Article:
“While I’ m an ordained Methodist minister and served in at least three churches as pastor for various lengths of times, my work is principally as a teacher. Therefore, it’s interesting for me to hear how somebody who has spent over 20 years as a pastor hears the voices of ancient Christian writers and imagines how they can be relevant to the people and situations in today’s church.”

Patterson, the senior pastor at Wesley Memorial UMC in High Point, describes Smith as one of the people who serves as a bridge between the academy and the church. “Warren has a foot in both worlds. He has a warm pastoral presence. That’s not normally what you expect from a patristic scholar. He really connects with people. He has a sincere caring for people’s spiritual lives.”

That gift is welcomed as part of the faculty for the Neighborhood Seminary. “People are hungry for serious theological education and reflection,” Patterson explains. “They want to grow deeper and richer in their spiritual life.”

Patterson says many Christians want more than an hour on Sunday morning. “We don’t acknowledge the deep theological hunger among the laity. People really want to know and grow.”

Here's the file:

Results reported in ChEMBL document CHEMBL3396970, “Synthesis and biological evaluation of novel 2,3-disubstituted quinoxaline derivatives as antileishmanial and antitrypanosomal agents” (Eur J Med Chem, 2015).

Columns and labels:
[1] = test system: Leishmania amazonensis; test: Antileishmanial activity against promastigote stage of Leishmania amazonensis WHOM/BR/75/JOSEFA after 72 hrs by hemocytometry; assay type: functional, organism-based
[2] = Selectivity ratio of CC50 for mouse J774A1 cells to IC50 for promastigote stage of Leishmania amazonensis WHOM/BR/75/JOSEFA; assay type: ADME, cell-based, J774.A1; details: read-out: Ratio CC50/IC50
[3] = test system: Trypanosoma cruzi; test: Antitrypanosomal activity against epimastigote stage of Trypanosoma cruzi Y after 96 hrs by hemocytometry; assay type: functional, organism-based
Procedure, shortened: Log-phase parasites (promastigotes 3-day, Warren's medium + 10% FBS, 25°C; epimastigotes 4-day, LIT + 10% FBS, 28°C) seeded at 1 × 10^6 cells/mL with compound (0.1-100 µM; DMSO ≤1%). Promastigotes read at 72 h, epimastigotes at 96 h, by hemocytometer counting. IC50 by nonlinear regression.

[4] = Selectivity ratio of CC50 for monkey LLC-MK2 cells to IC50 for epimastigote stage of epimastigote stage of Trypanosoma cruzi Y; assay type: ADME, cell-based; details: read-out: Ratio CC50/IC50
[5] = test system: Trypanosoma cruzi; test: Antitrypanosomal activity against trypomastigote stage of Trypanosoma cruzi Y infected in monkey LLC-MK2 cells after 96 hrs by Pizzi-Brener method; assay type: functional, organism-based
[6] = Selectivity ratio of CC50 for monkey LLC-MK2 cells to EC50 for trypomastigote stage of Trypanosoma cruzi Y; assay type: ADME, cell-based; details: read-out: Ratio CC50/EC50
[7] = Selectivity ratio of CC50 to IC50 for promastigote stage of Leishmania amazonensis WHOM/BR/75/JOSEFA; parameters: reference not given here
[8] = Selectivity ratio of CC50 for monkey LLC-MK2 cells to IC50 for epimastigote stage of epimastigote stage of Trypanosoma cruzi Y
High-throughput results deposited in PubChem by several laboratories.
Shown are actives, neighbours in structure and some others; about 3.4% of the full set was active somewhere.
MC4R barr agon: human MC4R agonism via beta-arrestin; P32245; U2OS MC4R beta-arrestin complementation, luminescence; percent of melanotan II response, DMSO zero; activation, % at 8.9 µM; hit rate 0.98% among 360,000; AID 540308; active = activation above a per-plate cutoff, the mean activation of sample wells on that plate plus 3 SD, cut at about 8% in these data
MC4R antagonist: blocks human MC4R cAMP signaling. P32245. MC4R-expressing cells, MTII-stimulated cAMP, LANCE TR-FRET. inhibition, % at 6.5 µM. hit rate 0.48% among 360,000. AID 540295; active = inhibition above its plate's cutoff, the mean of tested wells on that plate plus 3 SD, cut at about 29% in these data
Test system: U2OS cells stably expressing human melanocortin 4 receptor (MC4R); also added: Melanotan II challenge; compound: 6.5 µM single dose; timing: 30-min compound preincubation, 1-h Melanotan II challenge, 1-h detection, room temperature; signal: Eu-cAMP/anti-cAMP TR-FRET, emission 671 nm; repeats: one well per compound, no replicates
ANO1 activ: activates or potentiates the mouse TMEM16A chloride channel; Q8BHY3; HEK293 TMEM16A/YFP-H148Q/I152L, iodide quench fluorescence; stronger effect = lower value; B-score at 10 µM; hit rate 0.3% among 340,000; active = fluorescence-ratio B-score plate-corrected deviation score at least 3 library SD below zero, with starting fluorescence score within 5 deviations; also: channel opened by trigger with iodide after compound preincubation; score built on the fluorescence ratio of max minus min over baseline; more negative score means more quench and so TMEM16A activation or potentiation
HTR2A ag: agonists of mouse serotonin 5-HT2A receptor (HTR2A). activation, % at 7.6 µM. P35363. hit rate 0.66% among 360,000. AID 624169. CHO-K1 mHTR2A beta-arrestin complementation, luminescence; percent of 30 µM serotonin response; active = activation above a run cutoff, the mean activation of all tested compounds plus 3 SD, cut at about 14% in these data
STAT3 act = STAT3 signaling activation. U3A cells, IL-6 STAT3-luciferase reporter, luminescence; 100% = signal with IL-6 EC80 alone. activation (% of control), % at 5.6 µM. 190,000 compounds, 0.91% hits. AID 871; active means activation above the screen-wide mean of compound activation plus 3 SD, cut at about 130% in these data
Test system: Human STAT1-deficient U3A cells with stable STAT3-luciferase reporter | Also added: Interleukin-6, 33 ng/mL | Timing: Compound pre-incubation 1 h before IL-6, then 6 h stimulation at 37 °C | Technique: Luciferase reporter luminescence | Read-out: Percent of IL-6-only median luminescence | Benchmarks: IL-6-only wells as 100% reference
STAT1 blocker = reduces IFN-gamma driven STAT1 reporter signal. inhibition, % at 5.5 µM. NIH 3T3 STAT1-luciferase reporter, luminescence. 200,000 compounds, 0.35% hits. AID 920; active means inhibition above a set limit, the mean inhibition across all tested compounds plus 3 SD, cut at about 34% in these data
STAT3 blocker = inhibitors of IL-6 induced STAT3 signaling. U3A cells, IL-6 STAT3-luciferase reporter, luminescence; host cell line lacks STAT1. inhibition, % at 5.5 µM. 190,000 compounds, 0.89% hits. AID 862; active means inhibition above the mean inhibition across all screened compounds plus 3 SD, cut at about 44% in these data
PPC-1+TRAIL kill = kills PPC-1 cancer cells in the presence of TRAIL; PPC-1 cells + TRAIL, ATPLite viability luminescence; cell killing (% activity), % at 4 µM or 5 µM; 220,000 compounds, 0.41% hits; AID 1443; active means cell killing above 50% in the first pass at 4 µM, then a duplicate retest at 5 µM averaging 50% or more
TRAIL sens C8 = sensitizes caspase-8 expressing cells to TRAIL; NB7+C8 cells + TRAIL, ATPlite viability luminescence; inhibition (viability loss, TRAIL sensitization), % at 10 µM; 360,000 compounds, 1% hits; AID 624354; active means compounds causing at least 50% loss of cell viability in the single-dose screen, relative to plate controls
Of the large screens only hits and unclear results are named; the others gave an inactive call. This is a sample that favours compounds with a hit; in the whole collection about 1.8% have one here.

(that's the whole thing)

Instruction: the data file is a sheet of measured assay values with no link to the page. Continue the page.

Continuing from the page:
Sometimes bringing in a scholar sparks something in the congregation. Patterson has seen that from Smith’s preaching in his own church, “I will never forget an Advent sermon he preached on Mary.”

Smith recalls he spoke about Mary as the image for the church. “She’s the one who bore Jesus in the world. She is the only person who awaited both his first coming as her infant son and his second coming in glory after the resurrection and ascension. So too the church in Advent awaits the celebration of the Word’s becoming flesh and proclaims the hope of Christ’s return and the establishment of his kingdom.”


Smith followed in his father’s footsteps as a teacher and preacher.

“For for the first 10 years of my life, I was a pastor’s son,” Smith says. His father, the late Warren Thomas Smith, shifted from ministry in the pulpit to become a professor of church history at the Interdenominational Theological Center, a consortium of five predominantly African-American denominational seminaries, including the famed Morehouse College. Located in Atlanta, Ga., the seminaries operate together as a professional graduate school of theology.

Smith says the experience of observing his father serve at various United Methodist churches in Atlanta was rewarding. His family continued to be involved in the last church his father served as pastor. Smith recalls that their church family sustained them during his mother’s cancer and nurtured him through his young adulthood.